A hamam is a traditional Turkish bath. The one I have been planning to visit in Berlin is women-only and has been around since 1988. I made it there on December 6. It costs €14 for a 3-hour visit and it is self-serve unless you book a treatment as described below.
This hamam is a low-key casual place where women (and as I found out, on Thursdays they can bring children as well) can come to wash, sweat, relax and socialize. There are several resting rooms with large sofas, loungers and lots of pillows, a bar where you can buy food, juice, water or tea, and an inner courtyard where you can rest in the fresh air, or briefly cool off in the winter. I felt very comfortable here and decided I have to come back as often as possible while I’m in Berlin. I booked a treatment for €24 for next week (kese and sabunlama) to get an idea of how to do these myself in the future.
I have been to a hamam in Vancouver, the Miraj Hammam, a wonderful place, but you have to book a minimum treatment which ends up costing about $120. The self-serve European sauna or spa, where you are not required to book a treatment, but can use the sauna/steam/pool/hamam facilities for about 3 hours for around $20, simply does not exist in Canada.
From the Berlin hamam’s website:
Hamam culture arose over the millennia as a blend of Arabic and Mediterranean traditions. The word hammam means “to warm” in Arabic. Turkish bathing culture, which dates back to around 800 years, is an extension of the public baths once celebrated in ancient Greece and later expanded throughout the Roman Empire. The influence of Islam emphasized the social relevance of the hamam as a center of communication.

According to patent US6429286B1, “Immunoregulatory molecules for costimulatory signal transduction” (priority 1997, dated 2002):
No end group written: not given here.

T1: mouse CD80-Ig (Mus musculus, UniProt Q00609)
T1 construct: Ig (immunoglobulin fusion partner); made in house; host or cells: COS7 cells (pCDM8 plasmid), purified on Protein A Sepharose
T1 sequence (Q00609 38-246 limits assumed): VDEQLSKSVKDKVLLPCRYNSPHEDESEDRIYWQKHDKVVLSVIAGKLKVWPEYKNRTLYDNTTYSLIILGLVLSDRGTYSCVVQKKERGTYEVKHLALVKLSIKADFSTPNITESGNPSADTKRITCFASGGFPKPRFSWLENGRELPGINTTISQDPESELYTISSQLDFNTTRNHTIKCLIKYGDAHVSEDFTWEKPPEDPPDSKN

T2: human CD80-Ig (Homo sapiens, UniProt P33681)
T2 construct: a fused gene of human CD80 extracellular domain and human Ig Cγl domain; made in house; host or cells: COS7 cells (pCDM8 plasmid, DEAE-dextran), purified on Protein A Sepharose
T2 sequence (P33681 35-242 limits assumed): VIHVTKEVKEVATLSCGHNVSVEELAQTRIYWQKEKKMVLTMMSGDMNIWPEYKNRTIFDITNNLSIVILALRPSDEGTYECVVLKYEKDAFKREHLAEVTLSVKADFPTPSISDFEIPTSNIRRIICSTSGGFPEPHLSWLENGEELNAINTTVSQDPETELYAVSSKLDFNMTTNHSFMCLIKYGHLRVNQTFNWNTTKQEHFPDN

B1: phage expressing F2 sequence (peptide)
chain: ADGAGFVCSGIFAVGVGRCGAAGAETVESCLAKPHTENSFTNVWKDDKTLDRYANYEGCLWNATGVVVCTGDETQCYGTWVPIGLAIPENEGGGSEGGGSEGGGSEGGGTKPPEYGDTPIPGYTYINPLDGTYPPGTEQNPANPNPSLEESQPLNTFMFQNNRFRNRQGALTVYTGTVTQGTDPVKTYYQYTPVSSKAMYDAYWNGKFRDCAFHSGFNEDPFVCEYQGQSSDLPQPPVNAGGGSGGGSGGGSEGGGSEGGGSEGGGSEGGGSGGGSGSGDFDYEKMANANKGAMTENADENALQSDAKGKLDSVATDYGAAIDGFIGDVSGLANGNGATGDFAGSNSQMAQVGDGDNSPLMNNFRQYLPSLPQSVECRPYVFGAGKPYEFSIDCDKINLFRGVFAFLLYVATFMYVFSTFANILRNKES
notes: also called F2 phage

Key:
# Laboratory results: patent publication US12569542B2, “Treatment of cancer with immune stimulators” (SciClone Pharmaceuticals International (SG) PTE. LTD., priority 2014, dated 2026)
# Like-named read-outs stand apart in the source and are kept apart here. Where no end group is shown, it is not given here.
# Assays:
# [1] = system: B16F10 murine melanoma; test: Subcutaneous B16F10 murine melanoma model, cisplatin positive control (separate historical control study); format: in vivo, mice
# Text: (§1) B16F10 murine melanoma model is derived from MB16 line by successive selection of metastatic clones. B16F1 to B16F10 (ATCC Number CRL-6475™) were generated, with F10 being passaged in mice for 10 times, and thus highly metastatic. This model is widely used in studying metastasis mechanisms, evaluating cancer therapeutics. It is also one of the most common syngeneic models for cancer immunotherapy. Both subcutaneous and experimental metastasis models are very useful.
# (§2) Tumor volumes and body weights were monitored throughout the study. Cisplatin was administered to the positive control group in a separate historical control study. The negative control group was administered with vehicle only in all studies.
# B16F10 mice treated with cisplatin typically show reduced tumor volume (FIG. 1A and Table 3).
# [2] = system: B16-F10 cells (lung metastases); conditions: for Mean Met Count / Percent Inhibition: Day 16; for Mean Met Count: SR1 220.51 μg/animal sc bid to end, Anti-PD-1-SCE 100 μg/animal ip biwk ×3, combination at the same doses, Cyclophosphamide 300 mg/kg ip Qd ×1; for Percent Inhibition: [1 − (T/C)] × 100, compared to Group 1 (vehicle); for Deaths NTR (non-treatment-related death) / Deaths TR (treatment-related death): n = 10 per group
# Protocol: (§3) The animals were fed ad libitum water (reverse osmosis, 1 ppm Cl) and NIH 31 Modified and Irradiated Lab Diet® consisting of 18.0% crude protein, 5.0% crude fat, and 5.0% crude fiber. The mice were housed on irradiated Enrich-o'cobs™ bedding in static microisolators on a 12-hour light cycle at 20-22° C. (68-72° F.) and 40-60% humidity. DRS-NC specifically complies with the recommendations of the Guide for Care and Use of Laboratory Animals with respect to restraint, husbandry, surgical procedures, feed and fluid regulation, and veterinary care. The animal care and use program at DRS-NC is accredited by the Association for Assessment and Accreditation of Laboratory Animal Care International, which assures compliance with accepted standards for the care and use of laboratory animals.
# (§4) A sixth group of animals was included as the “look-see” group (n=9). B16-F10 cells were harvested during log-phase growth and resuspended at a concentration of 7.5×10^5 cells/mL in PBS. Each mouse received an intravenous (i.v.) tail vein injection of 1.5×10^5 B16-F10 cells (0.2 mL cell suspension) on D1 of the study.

There is a certain order in which you typically do things in a hamam:
1. You start by washing yourself in a warm central room. There are sinks with hot and cold water around the perimeter of the room. Using a shallow engraved metal bowl called tas, you pour water over yourself.
2. Once warmed up, you then use a satin glove called kese to massage and peel your skin.
3. Then you wash yourself with soap called sabun, the soap massage itself is called sabunlama. Steps 2 and 3 can also be booked as a treatment.
4. You rest in the centre of the room, on the gobek tasi, a large heated stone area.
5. After this, you might do a sauna cycle or two, or rest in the lounge areas, outside, or book a massage or cosmetic treatment.
The end effect is that you feel extremely relaxed and content, as if you are glowing warmly from the inside, and also ready to fall into bed and sleep. Just remember to drink lots of water during and after the hamam visit to rehydrate.